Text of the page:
Cook century ensures series win
Alastair Cook's outstanding century successfully combated the threat posed by a West Indies team sporting the services of Chris Gayle in a comfortable eight-wicket victory for England in Tuesday's second ODI at The Oval in London.
Alastair Cook's outstanding century successfully combated the threat posed by a West Indies team sporting the services of Chris Gayle in a comfortable eight-wicket victory for England in the second ODI at The Oval in London.
A 239-run target was never going to truly test the home side after captain Cook and his sidekick, Ian Bell, put on 122 runs inside 22 overs for the first wicket. A near flawless foundation ultimately brought an easy triumph with five overs to spare, and along with it a series win.
Boosted by Gayle's belated return to the XI – and his subsequent half-century blitz – the Windies imposed themselves with the bat but were severely inadequate with the ball. Using all of eight bowlers, they were found desperately wanting by the dominant Cook.
The talented left-hander added to his consecutive tons in the United Arab Emirates earlier this year with a fluid 112 on Tuesday. That trio of three-figure vigils, Kevin Pietersen's back-to-back centuries against Pakistan and Bell's 126 in the series opener leaves England as the only team ever to enjoy six consecutive centuries from an opening batsman.
The sextet was certainly aided by poor opposition bowling, with the example at The Oval arguably the worst of the lot. Tino Best, awfully erratic, failed in replacing the injured Andre Russell. Dwayne Bravo was entirely underbowled. Sunil Narine's complement finished too early and Dwayne Smith's empty seam should never have featured at all.
Cook wasn't going to waste the opportunity to cash in, duly helping himself to the fifth century of his ODI career. 13 fours and a six later, he was well on course for his highest score, only to endure a rush of blood to the head in holing out in the deep.
Darren Sammy, pretty much the lone highlight of the visitors' day in the field, will find some solace after snaring both Bell and Cook for final figures of two for 46 in 10 overs.
With the asking rate nominal and time out in the middle always valuable, Jonathan Trott and Ravi Bopara took their collective cue in finishing on 43 not out and an unbeaten 19 in the process. Trott, never afraid to speak his mind, enjoyed an intriguing verbal duel with the lippy Kieron Pollard to add some entertainment to an otherwise predictable end.
Earlier Gayle's resounding return to international competition was stopped dead in its tracks by a questionable lbw decision before Bravo's first ODI half-century in over two years carried the West Indies to a promising – but ultimately fruitless – total of 238 for nine.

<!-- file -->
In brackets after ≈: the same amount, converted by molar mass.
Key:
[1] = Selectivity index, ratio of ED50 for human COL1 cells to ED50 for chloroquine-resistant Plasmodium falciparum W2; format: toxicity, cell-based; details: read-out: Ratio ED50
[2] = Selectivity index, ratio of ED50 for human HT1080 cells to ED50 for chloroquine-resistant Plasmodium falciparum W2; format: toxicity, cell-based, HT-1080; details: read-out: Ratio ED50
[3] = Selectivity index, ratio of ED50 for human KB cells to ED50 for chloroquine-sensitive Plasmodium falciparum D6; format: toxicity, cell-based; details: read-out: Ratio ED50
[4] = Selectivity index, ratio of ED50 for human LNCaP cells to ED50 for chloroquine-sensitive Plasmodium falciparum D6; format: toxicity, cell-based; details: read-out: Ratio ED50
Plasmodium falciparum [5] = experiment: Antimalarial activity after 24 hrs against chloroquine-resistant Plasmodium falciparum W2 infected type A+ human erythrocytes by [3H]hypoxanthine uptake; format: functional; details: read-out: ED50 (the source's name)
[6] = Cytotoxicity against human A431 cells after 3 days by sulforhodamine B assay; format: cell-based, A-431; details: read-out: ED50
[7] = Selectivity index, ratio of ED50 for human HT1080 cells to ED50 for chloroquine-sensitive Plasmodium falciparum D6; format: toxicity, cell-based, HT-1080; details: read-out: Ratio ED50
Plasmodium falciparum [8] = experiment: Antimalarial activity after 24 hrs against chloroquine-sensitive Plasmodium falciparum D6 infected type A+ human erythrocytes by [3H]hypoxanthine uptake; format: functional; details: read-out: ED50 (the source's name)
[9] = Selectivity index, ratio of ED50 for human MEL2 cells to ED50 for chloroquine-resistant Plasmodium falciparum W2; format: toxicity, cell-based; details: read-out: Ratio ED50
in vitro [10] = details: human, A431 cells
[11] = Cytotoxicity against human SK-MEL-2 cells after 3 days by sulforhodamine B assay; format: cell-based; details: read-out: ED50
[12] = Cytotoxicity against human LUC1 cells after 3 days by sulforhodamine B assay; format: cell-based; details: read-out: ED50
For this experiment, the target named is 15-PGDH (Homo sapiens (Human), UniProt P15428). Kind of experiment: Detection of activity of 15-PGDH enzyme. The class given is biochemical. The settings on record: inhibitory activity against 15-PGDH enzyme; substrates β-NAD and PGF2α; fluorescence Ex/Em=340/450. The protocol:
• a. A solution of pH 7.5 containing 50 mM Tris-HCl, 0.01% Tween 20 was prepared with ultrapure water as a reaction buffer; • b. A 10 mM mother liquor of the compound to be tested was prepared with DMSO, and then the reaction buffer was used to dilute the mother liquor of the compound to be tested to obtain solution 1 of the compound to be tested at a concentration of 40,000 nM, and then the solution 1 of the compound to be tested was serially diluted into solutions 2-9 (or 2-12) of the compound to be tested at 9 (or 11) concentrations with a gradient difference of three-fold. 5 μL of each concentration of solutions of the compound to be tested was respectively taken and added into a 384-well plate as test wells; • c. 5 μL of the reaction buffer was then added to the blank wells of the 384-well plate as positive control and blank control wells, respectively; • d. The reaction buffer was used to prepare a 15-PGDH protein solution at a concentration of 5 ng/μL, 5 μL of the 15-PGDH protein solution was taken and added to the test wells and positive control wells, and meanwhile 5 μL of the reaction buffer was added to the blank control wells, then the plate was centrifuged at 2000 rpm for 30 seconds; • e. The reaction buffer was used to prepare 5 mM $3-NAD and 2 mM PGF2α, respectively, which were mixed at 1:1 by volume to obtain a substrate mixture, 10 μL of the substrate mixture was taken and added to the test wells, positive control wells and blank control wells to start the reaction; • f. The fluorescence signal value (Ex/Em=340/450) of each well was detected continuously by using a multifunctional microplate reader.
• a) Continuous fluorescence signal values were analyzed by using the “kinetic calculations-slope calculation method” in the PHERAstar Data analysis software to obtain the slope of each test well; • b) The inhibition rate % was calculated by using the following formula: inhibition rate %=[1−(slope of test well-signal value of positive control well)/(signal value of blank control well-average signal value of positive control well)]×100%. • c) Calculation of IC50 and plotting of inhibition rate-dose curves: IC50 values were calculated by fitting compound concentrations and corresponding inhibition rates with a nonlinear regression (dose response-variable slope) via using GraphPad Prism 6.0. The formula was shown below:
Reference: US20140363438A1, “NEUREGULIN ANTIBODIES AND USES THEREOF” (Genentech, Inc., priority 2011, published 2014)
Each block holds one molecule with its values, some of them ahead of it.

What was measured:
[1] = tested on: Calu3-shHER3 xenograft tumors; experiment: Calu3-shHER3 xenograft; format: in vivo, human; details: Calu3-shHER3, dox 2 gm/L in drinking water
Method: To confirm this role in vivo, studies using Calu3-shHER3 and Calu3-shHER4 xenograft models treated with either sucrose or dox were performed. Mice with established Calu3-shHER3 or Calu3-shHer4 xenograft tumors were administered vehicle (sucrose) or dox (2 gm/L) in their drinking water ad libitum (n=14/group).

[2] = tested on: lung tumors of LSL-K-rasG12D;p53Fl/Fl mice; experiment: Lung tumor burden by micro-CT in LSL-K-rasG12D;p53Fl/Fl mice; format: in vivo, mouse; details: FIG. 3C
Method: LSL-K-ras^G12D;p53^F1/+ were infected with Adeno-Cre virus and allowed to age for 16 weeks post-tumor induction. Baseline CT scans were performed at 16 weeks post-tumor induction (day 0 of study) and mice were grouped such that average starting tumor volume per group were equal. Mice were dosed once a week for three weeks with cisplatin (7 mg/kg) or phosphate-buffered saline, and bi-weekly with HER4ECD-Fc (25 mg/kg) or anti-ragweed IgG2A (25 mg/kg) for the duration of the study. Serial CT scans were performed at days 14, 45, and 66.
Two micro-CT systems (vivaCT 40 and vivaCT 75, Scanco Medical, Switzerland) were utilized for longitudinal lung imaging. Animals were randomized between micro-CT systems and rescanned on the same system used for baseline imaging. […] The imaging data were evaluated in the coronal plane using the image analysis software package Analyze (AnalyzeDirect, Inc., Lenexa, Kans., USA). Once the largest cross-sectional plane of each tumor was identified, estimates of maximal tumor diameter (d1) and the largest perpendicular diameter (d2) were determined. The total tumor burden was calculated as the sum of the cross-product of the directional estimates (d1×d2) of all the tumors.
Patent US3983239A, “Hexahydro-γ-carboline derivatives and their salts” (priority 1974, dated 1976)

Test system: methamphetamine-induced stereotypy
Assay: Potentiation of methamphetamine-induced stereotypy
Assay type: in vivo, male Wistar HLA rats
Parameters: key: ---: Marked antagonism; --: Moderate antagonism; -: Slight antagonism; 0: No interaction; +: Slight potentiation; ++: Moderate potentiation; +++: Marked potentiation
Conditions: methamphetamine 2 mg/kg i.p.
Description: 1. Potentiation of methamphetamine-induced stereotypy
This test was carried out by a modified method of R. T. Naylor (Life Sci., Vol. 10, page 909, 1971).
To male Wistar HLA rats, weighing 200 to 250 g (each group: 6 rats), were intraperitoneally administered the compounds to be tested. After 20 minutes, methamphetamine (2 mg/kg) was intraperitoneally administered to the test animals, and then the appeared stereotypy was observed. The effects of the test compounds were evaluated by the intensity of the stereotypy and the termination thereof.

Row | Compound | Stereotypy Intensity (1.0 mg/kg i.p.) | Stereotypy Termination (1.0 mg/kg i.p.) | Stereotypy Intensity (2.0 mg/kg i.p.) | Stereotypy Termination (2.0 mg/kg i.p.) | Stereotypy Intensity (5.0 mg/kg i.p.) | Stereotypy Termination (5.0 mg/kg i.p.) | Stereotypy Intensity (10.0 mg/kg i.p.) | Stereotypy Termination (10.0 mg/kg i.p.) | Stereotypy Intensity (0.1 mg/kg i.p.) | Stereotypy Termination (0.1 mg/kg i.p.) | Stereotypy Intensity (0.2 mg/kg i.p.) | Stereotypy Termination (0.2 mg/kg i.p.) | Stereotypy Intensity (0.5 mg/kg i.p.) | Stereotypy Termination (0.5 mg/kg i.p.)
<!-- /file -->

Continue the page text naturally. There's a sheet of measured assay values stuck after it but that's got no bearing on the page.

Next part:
Robbed of participation in the series opener by a shin injury, Gayle resumed his supremacy at the top of the knock thanks to a five-six, 51-delivery cameo.
Picking up exactly where he left off in the Indian Premier League, the Royal Challengers Bangalore sign-off celebrated an agreement with the WICB that has him back in the fold after 15 months on the sidelines in fine style.
Relatively reserved at the start of his vigil, the hard-hitting left-hander enjoyed a string of sighters before tucking into what all had come to see. A 20,000-plus crowd were treated to an enormous bombardment, only for an iffy choice from the third umpire to upend the action.
Tim Bresnan, carted to all corners by Gayle's severe lack of mercy, was a relieved man when Graeme Swann trapped the batsman lbw. Gayle, rightly so, reviewed the on-field decision, which ultimately stood. Third umpire Kumar Dharmasena didn't find enough doubt as to whether or not ball met bat before pad, and colleague Tony Hill's original decision was arguably vindicated.
Visibly aggrieved with the conclusion, Gayle took a long time to vacate the crease and will probably find himself out of pocket come the match referee's judgment.
The Windies' collective quest to find the fence slacked momentum, but was soon relaunched thanks to Bravo and Pollard, whose 100-run stand inside 19 overs left England's attack looking one-dimensional. Perhaps four right-arm seamers and a spinner isn't the way forward after all…
A 239-run target, though, didnt trouble an England lineup that fetched some 50 runs more – in tougher conditions and under a bit more pressure – in the first match.
The third and final ODI gets underway at Headingley in Leeds on Friday, and will be followed by a one off Twenty20 International at Trent Bridge in Nottingham on Sunday.
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